Over the past eighteen years, peacekeeping also became far more multinational and multi-cultural. The number of member states contributing personnel and resources jumped from the small groups of 26 traditional troop contributors to include over 100 countries.
The dominant troop contributors to UN peacekeeping also changed markedly as member states from the Southern hemisphere, particularly Asia and Africa assumed a lead role. In 2009, the ten major contributors to UN peacekeeping are Pakistan, Bangladesh, India, Nigeria, Nepal, Rwanda, Ghana, Jordan, Uruguay and Italy.6
Notably by 1997, the absence of many experienced contributors and the more powerful P-5 members, pushed a heavy burden onto many new, less experienced contributors. While their help remains critical, the shortage of well-trained, well-equipped personnel also strained the UN, particularly those in the DPKO. In addition to their primary tasks in planning, managing and supporting peace operations, they continue to work in training and advising new participants and, on developing higher standards for training and conduct.
Aside from the operational difficulties to be expected in working with so many diverse cultures and customs co-located in areas of high risk, serious problems also arose with numerous incidents of sexual misconduct, which demanded a higher priority be accorded to gender, humanitarian law and codes of conduct.
The risks of participation in complex multidimensional operations also increased. While personnel working in austere war zones are always face a higher incidence of accidents and illness, the number of malicious acts leading to fatalities rose to 127 peacekeepers in 1993, 71 in 1994, 34 in 1995 and resumed again in 2003 with 30 and 25 in 2005.7
As civilian police (CIVPOL) became essential in the majority of operations, it became critical to attract and train thousands of individuals from within national police services. By 2001, this effort generated wider support and recognition of Police Contributing Countries (PCCs).
Similarly, a higher priority was accorded to preparing very large numbers of civilian peacekeepers, leading both the member states and the UN to develop on-call lists of personnel, with the requisite skills and training to fill numerous positions in operations world-wide.
While widely viewed as cost-effective, UN peacekeeping operations are far from cheap as large numbers of people must be prepared, transported or deployed into remote locations, housed, fed sustained and equipped to work in, and move through, vast areas.8 The annual costs of UN peacekeeping vary according to the size, nature and number of operations deployed, by 1993 the UN was faced with a peacekeeping budget of $3.6 billion; by 1998, just under $1 billion; in 2005, $5 billion; and, in 2009 an estimate of $7.8 billion. The financial expense of peacekeeping now exceeds all other areas of UN activity combined. This growing burden has been shared by the more affluent member states as the following remain at the forefront of financial contributing countries (FCCs): the United States, Japan, Germany, the United Kingdom, France, Italy, Canada, Spain, China and the Netherlands.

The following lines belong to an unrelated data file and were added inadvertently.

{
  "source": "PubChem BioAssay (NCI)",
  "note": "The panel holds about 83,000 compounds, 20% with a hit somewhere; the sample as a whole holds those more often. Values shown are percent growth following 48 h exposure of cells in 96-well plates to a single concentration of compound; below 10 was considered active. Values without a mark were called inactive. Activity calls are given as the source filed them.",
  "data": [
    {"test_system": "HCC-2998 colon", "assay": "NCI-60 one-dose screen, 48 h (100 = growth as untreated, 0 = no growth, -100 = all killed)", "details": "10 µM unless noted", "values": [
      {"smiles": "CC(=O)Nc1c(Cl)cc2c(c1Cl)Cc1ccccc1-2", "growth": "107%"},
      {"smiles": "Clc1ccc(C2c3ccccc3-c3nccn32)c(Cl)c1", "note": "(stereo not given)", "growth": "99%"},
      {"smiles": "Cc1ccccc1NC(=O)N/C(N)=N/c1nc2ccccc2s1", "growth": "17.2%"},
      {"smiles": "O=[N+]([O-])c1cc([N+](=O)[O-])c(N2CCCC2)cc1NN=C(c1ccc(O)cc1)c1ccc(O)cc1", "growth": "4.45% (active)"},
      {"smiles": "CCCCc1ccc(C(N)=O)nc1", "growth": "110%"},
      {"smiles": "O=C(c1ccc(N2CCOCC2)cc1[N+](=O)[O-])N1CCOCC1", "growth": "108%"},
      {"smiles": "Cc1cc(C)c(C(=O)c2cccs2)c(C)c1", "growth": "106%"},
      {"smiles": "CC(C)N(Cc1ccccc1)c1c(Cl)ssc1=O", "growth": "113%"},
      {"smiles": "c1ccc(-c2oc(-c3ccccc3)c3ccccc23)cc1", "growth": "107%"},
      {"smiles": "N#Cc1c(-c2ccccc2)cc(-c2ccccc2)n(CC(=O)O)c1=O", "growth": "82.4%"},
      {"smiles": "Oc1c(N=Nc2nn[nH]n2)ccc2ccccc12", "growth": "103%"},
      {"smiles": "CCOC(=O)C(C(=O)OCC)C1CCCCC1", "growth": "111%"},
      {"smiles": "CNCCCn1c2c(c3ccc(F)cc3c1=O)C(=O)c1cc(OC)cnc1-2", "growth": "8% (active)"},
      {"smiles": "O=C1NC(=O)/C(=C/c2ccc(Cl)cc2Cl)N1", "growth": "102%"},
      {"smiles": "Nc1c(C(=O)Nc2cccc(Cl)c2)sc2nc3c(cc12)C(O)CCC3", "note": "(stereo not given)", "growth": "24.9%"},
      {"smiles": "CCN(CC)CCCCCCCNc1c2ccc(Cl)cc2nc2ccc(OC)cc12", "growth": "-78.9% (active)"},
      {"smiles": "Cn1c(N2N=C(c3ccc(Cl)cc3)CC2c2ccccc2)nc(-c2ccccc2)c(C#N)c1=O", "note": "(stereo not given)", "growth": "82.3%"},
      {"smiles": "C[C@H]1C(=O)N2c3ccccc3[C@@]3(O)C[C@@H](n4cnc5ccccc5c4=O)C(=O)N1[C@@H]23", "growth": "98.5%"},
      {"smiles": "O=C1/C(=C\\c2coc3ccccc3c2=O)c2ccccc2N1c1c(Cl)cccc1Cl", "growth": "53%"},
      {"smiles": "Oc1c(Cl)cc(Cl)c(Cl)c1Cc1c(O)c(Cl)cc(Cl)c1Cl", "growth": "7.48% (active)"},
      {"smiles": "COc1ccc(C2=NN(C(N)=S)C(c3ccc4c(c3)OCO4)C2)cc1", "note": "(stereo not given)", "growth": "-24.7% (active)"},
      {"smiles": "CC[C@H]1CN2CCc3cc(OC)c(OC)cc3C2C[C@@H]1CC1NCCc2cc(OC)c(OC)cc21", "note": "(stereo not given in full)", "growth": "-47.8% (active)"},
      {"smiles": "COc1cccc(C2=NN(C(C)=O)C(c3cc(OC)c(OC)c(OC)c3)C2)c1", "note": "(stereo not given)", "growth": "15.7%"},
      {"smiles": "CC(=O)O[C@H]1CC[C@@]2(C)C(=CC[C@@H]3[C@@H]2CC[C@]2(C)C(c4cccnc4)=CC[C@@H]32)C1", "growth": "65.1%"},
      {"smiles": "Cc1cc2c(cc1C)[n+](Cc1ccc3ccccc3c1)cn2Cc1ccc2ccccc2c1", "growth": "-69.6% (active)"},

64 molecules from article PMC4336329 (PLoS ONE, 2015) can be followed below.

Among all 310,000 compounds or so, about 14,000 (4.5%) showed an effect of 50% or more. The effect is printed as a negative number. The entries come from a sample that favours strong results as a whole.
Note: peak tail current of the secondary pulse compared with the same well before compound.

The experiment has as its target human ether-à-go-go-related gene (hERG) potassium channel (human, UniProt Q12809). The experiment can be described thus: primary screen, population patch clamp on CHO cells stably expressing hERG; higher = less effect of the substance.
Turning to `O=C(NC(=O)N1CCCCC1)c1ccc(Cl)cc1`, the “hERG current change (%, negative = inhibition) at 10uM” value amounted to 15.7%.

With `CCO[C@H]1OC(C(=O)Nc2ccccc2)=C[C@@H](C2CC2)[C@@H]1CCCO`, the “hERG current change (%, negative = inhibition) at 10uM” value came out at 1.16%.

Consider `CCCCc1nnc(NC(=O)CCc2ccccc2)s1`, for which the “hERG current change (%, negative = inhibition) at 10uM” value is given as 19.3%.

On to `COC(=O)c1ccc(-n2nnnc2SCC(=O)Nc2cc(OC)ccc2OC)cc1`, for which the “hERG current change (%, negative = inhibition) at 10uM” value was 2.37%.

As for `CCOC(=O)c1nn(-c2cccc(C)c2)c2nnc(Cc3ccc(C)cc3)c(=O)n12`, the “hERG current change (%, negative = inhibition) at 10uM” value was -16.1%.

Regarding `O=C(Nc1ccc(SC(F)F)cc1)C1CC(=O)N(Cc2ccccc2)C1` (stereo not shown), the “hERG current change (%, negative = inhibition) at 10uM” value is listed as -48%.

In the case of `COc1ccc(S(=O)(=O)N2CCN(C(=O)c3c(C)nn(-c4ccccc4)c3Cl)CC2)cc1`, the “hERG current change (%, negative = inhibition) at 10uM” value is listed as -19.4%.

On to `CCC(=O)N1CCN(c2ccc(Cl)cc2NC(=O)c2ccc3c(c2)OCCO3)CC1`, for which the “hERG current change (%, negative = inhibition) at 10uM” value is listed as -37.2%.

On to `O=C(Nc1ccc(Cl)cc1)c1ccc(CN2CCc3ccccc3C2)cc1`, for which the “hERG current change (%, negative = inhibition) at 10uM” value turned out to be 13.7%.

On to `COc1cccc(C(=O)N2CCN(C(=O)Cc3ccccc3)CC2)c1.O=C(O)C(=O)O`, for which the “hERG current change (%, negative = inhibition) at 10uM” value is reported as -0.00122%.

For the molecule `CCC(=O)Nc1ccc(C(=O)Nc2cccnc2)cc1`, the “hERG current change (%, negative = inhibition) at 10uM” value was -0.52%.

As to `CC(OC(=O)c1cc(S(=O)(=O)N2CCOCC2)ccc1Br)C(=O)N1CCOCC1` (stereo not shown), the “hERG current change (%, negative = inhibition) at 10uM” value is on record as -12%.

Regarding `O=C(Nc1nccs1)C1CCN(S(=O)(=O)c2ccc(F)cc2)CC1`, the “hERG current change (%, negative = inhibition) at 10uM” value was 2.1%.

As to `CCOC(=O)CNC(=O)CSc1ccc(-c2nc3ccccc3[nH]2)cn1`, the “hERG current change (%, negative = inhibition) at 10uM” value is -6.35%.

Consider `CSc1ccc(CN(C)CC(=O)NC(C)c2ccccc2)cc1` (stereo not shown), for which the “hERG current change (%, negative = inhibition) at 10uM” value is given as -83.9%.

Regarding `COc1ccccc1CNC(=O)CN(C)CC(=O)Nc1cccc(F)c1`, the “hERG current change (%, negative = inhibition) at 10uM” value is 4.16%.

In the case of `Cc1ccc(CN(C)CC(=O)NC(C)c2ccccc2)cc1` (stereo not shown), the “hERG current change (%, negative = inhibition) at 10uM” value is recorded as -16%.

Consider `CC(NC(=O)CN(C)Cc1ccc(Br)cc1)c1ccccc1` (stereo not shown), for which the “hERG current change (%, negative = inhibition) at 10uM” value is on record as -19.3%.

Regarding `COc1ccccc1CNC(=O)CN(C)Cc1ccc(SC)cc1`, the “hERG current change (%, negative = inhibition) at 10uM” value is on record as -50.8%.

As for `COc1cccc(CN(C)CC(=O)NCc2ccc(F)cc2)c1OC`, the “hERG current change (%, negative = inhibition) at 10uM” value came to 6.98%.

Confronted by so much that was new, even distinctly different, the results of complex, multinational peacekeeping have been viewed as 'mixed' and, in a few cases exceptionally discouraging. Of the 63 UN field operations launched, it is seldom recognised that the vast majority have succeeded in saving lives and costs. Five traditional operations remain in protracted conflicts, which may appear dated yet they still serve to stabilise war-prone areas. The UN has also recognised very serious failures, most evident in the Rwandan genocide and in the massacre of civilians in Srebrenica.9
Of the 16 current peacekeeping operations now deployed, there have been indications of meaningful progress in 10 of the 11 complex operations. That they continue, suggests problems within each conflict that are not easy to manage or resolve and that thousands of lives are dependent on the UN maintaining a presence.
With 2 additional missions being authorised in recent months, there will be inevitable challenges to do more with less. Although this may appear to be in stark contrast to lessons learned, explicit warnings and smart practice, notable progress has been made, particularly in developing best-practices into a system, which should help in many areas, if not all.
1 See William J. Durch, (ed.), The Evolution of UN Peacekeeping: Case Studies and Comparative Analysis, (New York: St. Martins Press, 1993).
2 Oliver Ramsbotham, Tom Woodhouse, Hugh Miall, Contemporary Conflict Resolution:The prevention, management and transformation of deadly conflicts, [2nd edition], (Cambridge: Polity Press, 2005). p 134.
7 Notably, the highest previous level of malicious acts leading to fatalities was the loss of 105 personnel in 1960, primarily from a hot war in ONUC. See, UN DPKO, "Fatalities Statistics: Year and Incident Type Summary", Available: http://www.un.org/Depts/dpko/fatalities/
8 For thoughtful reviews exploring the cost-effectiveness of recent UN peacekeeping operations see: Paul Collier and Anke Hoeffler, TheChallenge of Reducing the Global Incidence of Civil War, Center for the Study of African Economies, Department of Economics, Oxford University, March 2004; Human Security Report 2005 War and Peace in the 21st Century, Human Security Centre, University of the British Columbia , Canada , 2005; James Dobbins et al, The UN's role in Nation-Building: from the Congo to Iraq , Rand Publications, 2005.
James Dobbins et al. The Beginner's Guide to Nation-Building, RAND Corporation, 2007; William J. Durch et al., The Brahimi Report and the Future of UN Peace Operations, The Henry L. Stimson Center, 2003.ii.
9 See for example, United Nations, Report of the Independent Inquiry into the actions of the United Nations during the 1994 genocide in Rwanda, S/1999/1257, 16 December 1999. Also see, Report of the Secretary-General pursuant to General Assembly resolution 53/35: The fall of Srebrenica, A/54/549, 15 November 1999.